The Telegraph
 
 
ARCHIVES
Since 1st March, 1999
 
THE TELEGRAPH
 
 
Email This Page
Ayodhya’s unsung hero: dud grenade

Lucknow, July 18: Grass cutters at the Ayodhya shrine complex last evening found a grenade near Sita ki Rasoi, which lies next to the makeshift Ram temple.

The grenade, which was quickly defused, is the second one to be found on the premises in less than a week. Earlier, seven grenades had been found at the complex, apart from the 16 found in the bags of the militants who had attacked the shrine on July 5.

The grenade found last evening lying in the yellow zone ' outside the very high security red zone ' did not go off when lobbed by the militants because of a defect in the spring mechanism, according to security personnel. However, the quality of the grenade, its mark and the failure to explode became a topic of discussion among Special Task Force (STF) members.

“Thank the manufacturers of the grenades for saving the country from the bloodbath that would have followed had the militants succeeded,” said a Provincial Armed Constabulary jawan who was on duty yesterday when the grenade was found.

The militants had hurled seven grenades. Two of these exploded in the yellow zone, while four that did not explode landed in the yellow zone close to Sita ki Rasoi, which lies in the red zone. One grenade landed in the red zone but did not explode.

Sleuths said the two grenades that exploded did not have shrapnel and were meant to give out smoke. “These were exploded to create a smokescreen through which the militants could crawl forward,” said the Faizabad senior superintendent of police, Avinash Chandra.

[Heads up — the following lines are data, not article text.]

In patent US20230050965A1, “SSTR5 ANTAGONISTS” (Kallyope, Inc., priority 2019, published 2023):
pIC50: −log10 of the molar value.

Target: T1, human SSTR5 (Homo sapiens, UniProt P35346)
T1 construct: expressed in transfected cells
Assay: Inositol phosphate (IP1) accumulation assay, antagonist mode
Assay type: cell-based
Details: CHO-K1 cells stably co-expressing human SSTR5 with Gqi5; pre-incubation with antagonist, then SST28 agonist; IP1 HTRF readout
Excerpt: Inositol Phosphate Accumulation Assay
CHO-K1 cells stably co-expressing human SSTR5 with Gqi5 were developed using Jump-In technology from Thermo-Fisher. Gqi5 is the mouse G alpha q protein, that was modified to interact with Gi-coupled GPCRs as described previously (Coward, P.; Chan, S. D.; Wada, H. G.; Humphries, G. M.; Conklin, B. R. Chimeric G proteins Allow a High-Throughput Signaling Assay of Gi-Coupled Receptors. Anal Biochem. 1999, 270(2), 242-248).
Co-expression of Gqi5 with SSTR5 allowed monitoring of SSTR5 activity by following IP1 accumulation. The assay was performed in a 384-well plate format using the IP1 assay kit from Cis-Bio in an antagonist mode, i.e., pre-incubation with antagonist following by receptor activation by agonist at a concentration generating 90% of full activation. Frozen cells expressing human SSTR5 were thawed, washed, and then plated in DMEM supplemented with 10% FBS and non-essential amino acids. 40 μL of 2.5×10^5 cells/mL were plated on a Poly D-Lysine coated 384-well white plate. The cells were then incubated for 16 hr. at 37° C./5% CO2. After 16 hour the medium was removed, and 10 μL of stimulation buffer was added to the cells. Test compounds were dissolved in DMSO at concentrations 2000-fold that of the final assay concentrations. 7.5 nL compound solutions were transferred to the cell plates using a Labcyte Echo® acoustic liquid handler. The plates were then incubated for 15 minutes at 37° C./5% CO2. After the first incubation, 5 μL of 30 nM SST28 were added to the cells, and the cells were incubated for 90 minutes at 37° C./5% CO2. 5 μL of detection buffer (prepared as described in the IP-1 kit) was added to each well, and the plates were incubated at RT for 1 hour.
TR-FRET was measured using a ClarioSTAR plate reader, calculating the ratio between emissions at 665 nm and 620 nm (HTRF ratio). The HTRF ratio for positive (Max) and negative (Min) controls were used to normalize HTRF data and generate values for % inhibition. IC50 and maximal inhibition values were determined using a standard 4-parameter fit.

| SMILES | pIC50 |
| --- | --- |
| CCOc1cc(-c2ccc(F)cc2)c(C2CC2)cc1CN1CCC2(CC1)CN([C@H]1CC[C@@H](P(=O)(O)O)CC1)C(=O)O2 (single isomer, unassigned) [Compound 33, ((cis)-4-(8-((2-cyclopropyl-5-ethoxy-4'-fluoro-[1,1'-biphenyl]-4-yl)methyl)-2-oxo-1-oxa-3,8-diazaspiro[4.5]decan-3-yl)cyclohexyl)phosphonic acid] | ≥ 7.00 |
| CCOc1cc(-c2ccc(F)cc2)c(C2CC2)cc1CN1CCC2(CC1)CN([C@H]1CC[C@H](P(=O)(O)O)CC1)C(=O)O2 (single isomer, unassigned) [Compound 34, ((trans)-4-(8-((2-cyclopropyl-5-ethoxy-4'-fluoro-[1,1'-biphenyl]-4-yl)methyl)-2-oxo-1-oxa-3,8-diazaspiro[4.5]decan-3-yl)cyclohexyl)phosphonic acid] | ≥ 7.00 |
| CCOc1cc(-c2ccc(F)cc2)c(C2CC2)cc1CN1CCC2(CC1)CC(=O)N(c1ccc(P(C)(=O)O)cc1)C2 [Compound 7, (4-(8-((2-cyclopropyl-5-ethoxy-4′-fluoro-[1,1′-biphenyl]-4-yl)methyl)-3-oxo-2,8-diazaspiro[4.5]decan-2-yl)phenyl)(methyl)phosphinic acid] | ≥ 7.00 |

However, some of the other grenades were marked high explosive and anti-tank. The high-explosive grenades had 300 grams of explosives and shrapnel.

“Had any of the grenades exploded inside or near the red zone, it would have blown up the makeshift temple,” said a senior officer in Faizabad.

“The fact is indisputable. The defects in the grenades saved the day for us. Of course our jawans did a splendid job. But, had the grenades exploded on July 5, it would have made the job of our jawans more difficult,” said inspector-general of police V.K. Gupta.

“China virtually saved the country from a blood bath,” said a senior STF officer.

Grenades, defence experts in Lucknow clarified, explode when the clip is loosened after the safety pin is removed. It may take a grenade three seconds to a minute to explode.

“Most of the grenades found in Ayodhya did not have their safety pin. The clips were also loosened. Yet they did not go off,” pointed out A. Srivastava, the senior superintendent of police, STF.

“There could be two explanations for this. One: these could be too old and damp. Two: the grenades’ spring structure could have become defective due to rough handling during transportation and their subsequent storage in militants’ hideouts,” said an army officer.

Top
Email This Page